If you’re looking for tips on bread baking check this out.

I thought that I had all of the right tools to take care of my mental health. I do yoga, get outside frequently, meditate and cook my own food. However, after months of feeling rather blasé and sometimes off-kilter throughout my routine, I could tell that it was time to find a hobby. As someone who often finds things worth my time only if they’re considered “productive” by society’s standards, this was no small feat.

I was speaking with my friend and discussing the ongoing mental health crisis that we find ourselves in when she said something I will never forget. “That’s why so many people are going back to old-fashioned practices like baking bread—we’ve lost touch with the simple practices that have grounded us for centuries.”

What I kneaded

For years, I longed to make bread but never thought it fit my image or that I would be very good at it. But, as soon as she said those words, I started thinking about dough. Four internet searches later, I found a simple peasant bread recipe that made my heart—and hands—sing. 

Something about working with earthy ingredients like flour and water then watching the dough rise calms me on a deep level. Not to mention, the smell of fresh bread baking in the oven harkens back to a time when life was simpler and those small joys didn’t get drowned out by car horns or angry people on social media. 

That day set off a whirlwind in my kitchen and I baked eight loaves of bread in three weeks. Giving them to my friends and family made me so happy—all I wanted to do was share homemade, stabilizer-free bread that many hadn’t tasted in decades.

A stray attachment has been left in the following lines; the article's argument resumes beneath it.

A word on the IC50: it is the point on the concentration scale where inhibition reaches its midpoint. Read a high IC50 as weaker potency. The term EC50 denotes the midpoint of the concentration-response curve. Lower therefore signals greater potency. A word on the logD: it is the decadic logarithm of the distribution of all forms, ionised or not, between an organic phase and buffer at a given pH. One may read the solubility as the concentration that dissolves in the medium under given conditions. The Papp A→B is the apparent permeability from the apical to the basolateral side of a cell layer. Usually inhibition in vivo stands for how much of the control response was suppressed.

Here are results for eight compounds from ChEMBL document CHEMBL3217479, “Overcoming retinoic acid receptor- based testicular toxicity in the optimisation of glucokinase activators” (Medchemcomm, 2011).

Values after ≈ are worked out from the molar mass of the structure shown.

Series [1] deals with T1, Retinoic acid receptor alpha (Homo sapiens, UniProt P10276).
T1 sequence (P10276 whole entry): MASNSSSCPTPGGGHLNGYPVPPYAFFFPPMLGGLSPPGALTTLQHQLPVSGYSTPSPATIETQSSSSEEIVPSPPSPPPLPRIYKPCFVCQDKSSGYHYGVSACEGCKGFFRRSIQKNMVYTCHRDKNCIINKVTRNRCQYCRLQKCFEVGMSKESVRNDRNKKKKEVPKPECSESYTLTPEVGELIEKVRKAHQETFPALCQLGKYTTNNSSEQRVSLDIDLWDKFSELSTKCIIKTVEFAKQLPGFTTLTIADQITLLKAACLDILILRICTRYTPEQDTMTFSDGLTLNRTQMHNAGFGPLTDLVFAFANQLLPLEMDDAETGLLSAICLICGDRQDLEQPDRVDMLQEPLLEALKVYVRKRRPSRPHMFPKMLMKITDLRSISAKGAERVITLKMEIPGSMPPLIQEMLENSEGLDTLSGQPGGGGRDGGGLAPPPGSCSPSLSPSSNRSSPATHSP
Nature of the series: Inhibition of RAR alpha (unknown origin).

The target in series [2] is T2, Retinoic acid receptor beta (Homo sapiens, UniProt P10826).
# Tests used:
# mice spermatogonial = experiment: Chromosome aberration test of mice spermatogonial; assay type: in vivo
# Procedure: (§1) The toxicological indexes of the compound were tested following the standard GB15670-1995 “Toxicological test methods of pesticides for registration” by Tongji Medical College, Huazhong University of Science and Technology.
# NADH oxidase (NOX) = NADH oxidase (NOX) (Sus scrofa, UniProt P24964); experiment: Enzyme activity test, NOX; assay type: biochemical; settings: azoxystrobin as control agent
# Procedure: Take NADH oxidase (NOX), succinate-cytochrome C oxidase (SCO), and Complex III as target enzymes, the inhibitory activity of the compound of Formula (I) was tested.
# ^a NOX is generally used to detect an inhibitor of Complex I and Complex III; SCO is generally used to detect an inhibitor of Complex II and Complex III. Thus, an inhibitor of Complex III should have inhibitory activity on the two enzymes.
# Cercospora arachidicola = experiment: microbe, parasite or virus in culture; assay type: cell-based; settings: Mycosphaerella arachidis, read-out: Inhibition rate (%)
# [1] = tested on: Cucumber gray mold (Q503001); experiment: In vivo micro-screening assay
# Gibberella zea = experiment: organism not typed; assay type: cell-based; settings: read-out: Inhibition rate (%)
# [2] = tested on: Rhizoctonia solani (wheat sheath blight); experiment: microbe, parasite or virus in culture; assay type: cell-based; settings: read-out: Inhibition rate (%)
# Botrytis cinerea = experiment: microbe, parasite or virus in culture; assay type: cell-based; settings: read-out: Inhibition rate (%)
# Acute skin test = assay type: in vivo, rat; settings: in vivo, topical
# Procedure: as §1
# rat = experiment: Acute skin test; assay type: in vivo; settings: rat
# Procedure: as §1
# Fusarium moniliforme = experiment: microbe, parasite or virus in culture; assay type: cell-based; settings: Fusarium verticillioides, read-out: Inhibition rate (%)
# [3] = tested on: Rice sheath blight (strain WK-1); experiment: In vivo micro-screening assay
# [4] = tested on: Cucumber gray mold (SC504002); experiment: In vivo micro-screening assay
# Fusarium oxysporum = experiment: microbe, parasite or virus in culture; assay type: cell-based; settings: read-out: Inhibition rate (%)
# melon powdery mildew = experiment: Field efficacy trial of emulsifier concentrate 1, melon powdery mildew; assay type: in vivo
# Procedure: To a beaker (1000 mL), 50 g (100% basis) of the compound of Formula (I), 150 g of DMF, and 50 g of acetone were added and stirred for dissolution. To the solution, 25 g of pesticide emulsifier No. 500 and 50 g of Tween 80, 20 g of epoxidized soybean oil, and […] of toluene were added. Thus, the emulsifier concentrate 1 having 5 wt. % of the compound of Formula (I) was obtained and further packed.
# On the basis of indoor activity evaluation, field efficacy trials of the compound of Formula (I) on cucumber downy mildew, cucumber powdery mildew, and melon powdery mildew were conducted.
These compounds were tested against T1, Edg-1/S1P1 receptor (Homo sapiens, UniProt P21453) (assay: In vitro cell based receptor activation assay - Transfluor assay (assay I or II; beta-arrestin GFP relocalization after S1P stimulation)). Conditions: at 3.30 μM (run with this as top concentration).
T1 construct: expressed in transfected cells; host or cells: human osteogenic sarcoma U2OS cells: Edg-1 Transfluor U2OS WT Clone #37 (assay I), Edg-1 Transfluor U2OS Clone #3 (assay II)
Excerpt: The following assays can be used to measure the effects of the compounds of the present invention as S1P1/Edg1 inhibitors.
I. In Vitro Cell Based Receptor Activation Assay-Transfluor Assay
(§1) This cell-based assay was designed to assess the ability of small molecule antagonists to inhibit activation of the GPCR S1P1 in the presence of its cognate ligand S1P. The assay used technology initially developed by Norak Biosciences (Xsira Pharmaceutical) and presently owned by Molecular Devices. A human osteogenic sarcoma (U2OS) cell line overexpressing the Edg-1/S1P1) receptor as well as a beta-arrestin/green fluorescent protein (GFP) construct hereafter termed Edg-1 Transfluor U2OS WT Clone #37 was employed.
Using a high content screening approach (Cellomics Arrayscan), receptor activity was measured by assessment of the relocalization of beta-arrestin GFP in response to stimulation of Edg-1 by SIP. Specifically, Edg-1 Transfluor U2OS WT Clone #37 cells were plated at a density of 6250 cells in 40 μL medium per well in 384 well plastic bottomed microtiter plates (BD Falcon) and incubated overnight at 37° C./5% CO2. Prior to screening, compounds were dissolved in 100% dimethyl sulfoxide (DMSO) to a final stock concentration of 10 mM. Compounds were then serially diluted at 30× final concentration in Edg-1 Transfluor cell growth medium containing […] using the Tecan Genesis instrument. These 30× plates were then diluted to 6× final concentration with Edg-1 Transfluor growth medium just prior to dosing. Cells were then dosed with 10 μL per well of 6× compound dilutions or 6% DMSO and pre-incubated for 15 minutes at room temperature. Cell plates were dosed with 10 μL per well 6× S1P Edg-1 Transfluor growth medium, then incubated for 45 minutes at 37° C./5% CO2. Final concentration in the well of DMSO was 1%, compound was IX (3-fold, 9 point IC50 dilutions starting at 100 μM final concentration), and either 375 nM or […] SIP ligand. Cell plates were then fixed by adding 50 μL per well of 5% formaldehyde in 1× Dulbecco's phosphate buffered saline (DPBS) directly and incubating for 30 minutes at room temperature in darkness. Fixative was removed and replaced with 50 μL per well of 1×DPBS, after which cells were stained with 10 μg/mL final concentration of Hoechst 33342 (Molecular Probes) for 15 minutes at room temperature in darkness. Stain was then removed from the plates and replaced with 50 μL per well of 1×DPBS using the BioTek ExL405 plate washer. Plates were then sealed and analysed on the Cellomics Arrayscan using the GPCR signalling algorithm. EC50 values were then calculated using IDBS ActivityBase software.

Some hadn’t tasted homemade bread in their entire lives. There’s something special about reintroducing people to a food that’s so natural; even if they’ve never eaten it, it’s like their body remembers the feeling of tasting freshly baked bread. 

You might knead it too

There’s some science to the mental uplift I experienced as well. Last year, as the pandemic dawned, grocery stores ran out of yeast because so many people wanted to bake bread. 

When modern life gets a little too modern and more than slightly unnerving, putting your hands into the dough that you’ve created can be incredibly soothing. 

Psychology Today explains that our bodies and minds may remember this sensation from the time periods before productivity ruled the roost. In a way, working with bread is similar to interacting with the natural world. Simple ingredients, simple recipes and simple activities can draw our mental state into a place of relaxation. 

For me, pulling a gorgeous loaf of bread out of my oven floods my heart with pride. In fact, studies have shown that small creative projects like these contribute to an overall feeling of improvement and forward motion in your life. At a time when I felt stagnant, watching my bread rise seemed like an important symbol. As it rose, so did I. 

If the world has gotten a little too loud for you lately, a bag of flour and lukewarm water may offer the solace you seek. In this case, don’t think; just bake.

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About Paige Pichler

Paige Pichler is a writer, speaker, Project HEAL National Ambassador and yoga instructor. She writes about wellness, higher consciousness and health trends for a better life.

View all posts by Paige Pichler